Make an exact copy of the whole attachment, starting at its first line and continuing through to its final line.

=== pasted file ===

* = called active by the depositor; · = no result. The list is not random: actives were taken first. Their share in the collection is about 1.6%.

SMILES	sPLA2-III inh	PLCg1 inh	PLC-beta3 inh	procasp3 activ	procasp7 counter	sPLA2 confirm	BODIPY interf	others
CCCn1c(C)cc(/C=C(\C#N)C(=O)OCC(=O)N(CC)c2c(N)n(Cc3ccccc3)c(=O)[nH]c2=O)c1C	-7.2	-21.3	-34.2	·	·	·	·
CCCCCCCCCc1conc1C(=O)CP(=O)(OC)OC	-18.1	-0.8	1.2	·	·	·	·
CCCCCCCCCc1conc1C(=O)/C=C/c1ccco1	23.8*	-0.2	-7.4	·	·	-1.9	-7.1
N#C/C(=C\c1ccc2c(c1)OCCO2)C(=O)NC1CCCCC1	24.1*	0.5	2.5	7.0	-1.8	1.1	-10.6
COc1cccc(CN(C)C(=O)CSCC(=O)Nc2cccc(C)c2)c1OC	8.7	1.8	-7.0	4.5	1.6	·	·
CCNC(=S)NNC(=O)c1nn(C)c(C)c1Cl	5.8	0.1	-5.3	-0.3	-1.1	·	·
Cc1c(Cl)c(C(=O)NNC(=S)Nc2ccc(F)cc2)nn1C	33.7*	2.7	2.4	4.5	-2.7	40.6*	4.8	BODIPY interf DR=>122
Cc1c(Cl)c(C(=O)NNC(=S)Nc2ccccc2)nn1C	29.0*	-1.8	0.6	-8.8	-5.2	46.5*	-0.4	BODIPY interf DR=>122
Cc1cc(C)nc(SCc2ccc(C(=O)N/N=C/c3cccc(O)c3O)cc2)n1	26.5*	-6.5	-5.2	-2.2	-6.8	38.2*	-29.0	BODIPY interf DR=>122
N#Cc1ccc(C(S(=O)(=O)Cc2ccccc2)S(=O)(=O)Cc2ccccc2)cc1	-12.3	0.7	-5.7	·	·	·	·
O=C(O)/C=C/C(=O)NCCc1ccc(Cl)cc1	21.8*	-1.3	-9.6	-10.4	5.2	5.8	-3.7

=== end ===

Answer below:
* = called active by the depositor; · = no result. The list is not random: actives were taken first. Their share in the collection is about 1.6%.

SMILES	sPLA2-III inh	PLCg1 inh	PLC-beta3 inh	procasp3 activ	procasp7 counter	sPLA2 confirm	BODIPY interf	others
CCCn1c(C)cc(/C=C(\C#N)C(=O)OCC(=O)N(CC)c2c(N)n(Cc3ccccc3)c(=O)[nH]c2=O)c1C	-7.2	-21.3	-34.2	·	·	·	·
CCCCCCCCCc1conc1C(=O)CP(=O)(OC)OC	-18.1	-0.8	1.2	·	·	·	·
CCCCCCCCCc1conc1C(=O)/C=C/c1ccco1	23.8*	-0.2	-7.4	·	·	-1.9	-7.1
N#C/C(=C\c1ccc2c(c1)OCCO2)C(=O)NC1CCCCC1	24.1*	0.5	2.5	7.0	-1.8	1.1	-10.6
COc1cccc(CN(C)C(=O)CSCC(=O)Nc2cccc(C)c2)c1OC	8.7	1.8	-7.0	4.5	1.6	·	·
CCNC(=S)NNC(=O)c1nn(C)c(C)c1Cl	5.8	0.1	-5.3	-0.3	-1.1	·	·
Cc1c(Cl)c(C(=O)NNC(=S)Nc2ccc(F)cc2)nn1C	33.7*	2.7	2.4	4.5	-2.7	40.6*	4.8	BODIPY interf DR=>122
Cc1c(Cl)c(C(=O)NNC(=S)Nc2ccccc2)nn1C	29.0*	-1.8	0.6	-8.8	-5.2	46.5*	-0.4	BODIPY interf DR=>122
Cc1cc(C)nc(SCc2ccc(C(=O)N/N=C/c3cccc(O)c3O)cc2)n1	26.5*	-6.5	-5.2	-2.2	-6.8	38.2*	-29.0	BODIPY interf DR=>122
N#Cc1ccc(C(S(=O)(=O)Cc2ccccc2)S(=O)(=O)Cc2ccccc2)cc1	-12.3	0.7	-5.7	·	·	·	·
O=C(O)/C=C/C(=O)NCCc1ccc(Cl)cc1	21.8*	-1.3	-9.6	-10.4	5.2	5.8	-3.7